Yes, I get the general idea. It sounds a bit like science fiction to me. I'm not actually interested in this part, I'm actually asking how many of the life destroying catastrophes we've had in the last 4.5 billion years.

For proof that certain civilisations existed that exceeded our present level of technology, Hancock (who is an engineer) points out the engineering feats inherent in the pyramids. Things like stone carcophagi that have been shown to have been drilled out with drills of which the drill bit revolved many times faster than the fastest one on the market today. Or the alignment of the pyramids that show a margin of error so small that they make today's master builders look like amateurs. These structures are supposed to have been built by people with bronze age technology...


Yeah, some good engineering there, for sure.

The mystery of how many things in the pyramids over the world were built, remains.


It does, but this doesn't actually concern me overmuch. I'm not into speculating why certain knowledge was lost - from what I can see, if a civilization bites the dust sufficiently hard, then we lose track of a lot of what that civilization had. Some of that stuff may be reinvented or rediscovered, some of it may not. Tough luck on us if we don't find it again.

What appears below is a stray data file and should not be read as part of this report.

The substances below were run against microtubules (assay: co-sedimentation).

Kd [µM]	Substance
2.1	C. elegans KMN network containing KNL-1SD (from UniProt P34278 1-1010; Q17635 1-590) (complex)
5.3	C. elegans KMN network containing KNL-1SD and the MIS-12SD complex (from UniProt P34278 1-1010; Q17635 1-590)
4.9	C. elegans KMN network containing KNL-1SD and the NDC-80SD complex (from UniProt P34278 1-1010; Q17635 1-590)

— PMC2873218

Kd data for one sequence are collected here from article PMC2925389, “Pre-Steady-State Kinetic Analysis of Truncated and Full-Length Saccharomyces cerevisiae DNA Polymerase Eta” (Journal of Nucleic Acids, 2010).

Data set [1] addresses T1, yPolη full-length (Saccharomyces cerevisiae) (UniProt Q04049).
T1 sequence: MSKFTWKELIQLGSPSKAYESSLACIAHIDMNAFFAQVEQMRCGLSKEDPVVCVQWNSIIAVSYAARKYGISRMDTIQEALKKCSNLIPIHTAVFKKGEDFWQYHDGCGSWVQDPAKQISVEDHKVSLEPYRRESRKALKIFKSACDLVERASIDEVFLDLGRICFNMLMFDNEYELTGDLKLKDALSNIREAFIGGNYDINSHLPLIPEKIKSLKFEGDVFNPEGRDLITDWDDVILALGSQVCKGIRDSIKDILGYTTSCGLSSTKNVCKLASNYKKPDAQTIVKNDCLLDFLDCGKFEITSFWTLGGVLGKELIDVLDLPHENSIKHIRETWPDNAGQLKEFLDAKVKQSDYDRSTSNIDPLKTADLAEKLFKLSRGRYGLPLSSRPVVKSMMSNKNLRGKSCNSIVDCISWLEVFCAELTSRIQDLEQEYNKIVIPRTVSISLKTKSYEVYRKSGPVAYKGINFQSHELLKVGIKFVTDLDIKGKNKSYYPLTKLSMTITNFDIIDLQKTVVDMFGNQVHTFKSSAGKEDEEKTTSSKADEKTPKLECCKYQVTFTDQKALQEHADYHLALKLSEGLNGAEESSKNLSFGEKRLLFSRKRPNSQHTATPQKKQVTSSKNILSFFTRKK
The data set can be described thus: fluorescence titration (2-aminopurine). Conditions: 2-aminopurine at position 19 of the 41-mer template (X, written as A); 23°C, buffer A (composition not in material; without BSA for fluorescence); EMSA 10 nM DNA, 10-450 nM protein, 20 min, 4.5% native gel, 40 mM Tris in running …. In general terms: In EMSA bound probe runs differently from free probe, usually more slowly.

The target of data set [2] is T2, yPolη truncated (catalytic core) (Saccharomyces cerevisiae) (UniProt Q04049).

#57 Hyperion

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Posted 05 May 2005 - 04:07 AM

Yes, I was under the impression that the statistics you were providing (not from the crackpot), stated that this happens every hundred million years or so.  Which means it must have happened a few times by now (how old is the earth - about 4.5 billion years old?).

The the fossil record does indicate several mass extinction events. The best known one is the end of the dinosaurs, but that is not the biggest one. If anything, these mass extinctions have happened more frequently that every 100 million years, but there could be more causes than massive meteorite impacts.

Yes, I get the general idea.  It sounds a bit like science fiction to me.  I'm not actually interested in this part, I'm actually asking how many of the life destroying catastrophes we've had in the last 4.5 billion years.

They were likely more frequent early in the earth's history as there was a lot more junk flying around the solar system. Generally it is believed that multi cellular life has existed for about 600 million years, so we will see little history of extinctions prior to that. There have been observed in the fossil record to be about 6-10 mass extinctions since then, though some feel the number to be as high as 23. See here